I see many clothes for sale on eBay and on websites that don’t look quite right. Long ballgowns that proudly say, “Fully lined!” Then you look at the full skirt, and instead of falling and flowing gracefully, it puckers up around the bottom and looks stiff. It is because in a doll dress, even for a large doll, there is not enough weight in the fabric to make it fall gracefully once you bulk it up with a lining. In a person dress this would not be a problem, because there would be a couple of yards of fabric to hang down. On a doll dress, there is only 10″ or so!
Pride in “Fully lining” clothes is a leftover from many years ago, when fabrics were NOT colorfast, and on a person, body perspiration could ruin clothing, so high quality garments for PEOPLE were often “fully lined”, an important thing.
The other reason for “fully lining” is to allow a nice finish on a fine fabric, at the neck and perhaps the sleeves, and for the garment closure. If I make a silk dress with a scooped neck for a Cissy doll, the only really classy way to finish it is to line the BODICE. If the sleeves are sheer, I may also line them, for a fine finish at the bottom. Instead of lining the skirt, though, I will instead put on an attached under skirt that acts as a lining, but does not only not bind up the bottom edge, it also lends a graceful flow to the skirt if it is full. On a fitted sheath or sheath skirt, I would line the skirt–but not sew the lining to the bottom of the skirt.
When I do line doll clothes, I use the lightest weight lining material that is appropriate–often swiss organdy or silk, sometimes very lightweight taffeta. Anything but the very lightest weight fabric will simply add bulk and make the doll dress look “bunchy”–on a person it would look like you were wearing a blouse under a blouse.
If you have every looked at antique French Fashion dolls, and many reproductions of them, you will see that when nude they have slender lady figures. Then when they are fully dressed, they look like they are fat or pregnant. This is because the tradition is to dress them in clothes made exactly like people clothes, including fabrics,linings, and underclothes. The fashion does not look beautiful and graceful as it would on a human. It looks bulky and awkward. Why would you want three layers of underclothes on a doll? It certainly adds no charm. The outer garment can be made to look on the doll just as it looks in pictures of the beautiful fashion women of the era of the clothes— simply eliminate the bulk of layers of underwear, and heavy fabrics and lining. Substitute the same fabrics ( such as wool ,cotton, silk) in appropriate DOLL WEIGHTS. Underclothes? Are people going to life up the doll’s dress to be sure she is modest? Or will they enjoy the illusion of the beautiful fashions of the era.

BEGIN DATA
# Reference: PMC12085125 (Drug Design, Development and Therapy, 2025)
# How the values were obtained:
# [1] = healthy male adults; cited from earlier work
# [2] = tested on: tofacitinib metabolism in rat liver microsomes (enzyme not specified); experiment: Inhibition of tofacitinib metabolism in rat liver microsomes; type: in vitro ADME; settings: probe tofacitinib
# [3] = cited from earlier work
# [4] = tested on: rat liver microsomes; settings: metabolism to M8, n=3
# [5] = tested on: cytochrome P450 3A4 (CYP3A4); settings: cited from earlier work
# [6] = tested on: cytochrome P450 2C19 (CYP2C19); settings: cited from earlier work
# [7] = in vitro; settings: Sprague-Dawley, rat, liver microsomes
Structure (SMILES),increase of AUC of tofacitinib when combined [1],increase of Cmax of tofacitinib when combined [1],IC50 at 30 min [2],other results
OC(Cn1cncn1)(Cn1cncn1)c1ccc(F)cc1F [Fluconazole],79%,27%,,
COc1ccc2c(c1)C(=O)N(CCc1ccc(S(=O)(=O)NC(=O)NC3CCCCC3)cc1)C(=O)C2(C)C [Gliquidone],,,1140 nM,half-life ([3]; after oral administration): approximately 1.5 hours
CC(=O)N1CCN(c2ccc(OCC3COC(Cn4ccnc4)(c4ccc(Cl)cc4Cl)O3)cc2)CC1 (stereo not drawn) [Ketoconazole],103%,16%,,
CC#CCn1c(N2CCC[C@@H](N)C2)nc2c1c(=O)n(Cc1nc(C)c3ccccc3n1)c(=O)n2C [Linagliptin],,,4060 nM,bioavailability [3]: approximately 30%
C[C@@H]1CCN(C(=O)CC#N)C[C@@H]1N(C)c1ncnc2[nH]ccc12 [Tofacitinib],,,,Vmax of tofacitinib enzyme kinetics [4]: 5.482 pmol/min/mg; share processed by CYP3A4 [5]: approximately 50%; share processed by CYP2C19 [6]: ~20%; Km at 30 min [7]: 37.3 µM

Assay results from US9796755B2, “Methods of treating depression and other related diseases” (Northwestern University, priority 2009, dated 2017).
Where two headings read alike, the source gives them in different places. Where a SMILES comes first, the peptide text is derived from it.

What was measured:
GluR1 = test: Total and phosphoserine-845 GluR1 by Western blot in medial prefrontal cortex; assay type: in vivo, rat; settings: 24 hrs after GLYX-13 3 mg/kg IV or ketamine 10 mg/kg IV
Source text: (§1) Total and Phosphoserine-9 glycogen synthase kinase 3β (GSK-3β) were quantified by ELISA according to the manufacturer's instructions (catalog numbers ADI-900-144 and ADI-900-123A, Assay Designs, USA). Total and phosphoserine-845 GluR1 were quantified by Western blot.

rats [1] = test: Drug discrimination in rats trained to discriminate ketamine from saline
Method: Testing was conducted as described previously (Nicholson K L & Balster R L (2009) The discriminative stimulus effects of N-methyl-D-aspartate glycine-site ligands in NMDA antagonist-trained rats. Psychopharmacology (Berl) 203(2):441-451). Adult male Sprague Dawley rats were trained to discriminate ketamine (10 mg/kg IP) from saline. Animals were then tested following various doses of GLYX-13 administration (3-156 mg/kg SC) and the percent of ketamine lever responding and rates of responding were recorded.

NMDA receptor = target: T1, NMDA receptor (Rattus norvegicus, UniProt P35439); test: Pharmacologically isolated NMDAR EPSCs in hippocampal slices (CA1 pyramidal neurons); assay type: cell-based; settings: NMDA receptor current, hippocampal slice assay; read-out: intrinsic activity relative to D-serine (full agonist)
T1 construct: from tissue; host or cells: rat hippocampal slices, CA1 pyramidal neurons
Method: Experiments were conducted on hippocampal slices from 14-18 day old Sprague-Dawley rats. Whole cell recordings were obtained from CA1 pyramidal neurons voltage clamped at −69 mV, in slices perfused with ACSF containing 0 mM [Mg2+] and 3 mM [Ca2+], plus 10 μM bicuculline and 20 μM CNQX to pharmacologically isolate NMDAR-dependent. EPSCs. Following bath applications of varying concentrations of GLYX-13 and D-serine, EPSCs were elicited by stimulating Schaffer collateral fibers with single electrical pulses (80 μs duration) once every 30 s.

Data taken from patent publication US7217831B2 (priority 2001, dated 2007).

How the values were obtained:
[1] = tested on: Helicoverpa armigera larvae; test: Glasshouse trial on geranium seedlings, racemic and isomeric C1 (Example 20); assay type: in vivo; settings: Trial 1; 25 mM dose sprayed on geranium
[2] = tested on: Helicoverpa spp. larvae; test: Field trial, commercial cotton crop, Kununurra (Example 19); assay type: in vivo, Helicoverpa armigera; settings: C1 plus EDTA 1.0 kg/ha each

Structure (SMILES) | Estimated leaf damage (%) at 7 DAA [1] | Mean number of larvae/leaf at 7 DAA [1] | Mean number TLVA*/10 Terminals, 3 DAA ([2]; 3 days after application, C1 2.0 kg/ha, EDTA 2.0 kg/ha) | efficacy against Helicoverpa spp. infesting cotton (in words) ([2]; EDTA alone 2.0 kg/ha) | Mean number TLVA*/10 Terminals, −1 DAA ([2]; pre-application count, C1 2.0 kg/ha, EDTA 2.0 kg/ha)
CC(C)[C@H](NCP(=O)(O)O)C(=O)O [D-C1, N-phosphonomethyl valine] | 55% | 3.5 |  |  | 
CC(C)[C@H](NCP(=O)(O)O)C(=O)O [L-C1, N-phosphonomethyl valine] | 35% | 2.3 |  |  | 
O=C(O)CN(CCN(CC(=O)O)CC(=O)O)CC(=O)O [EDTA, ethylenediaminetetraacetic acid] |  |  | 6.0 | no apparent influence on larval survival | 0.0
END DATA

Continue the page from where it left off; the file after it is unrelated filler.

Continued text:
Before you decide to line a doll dress, especially the skirt part–ask yourself, is this the best way to finish this? Am I choosing the lightest weight, least bulky materials? Will the dress fit smooth and flowing, if I line it?
I hope you will find this tip helpful. I have been making doll clothes for more than 70 years, so this is the voice of experience speaking.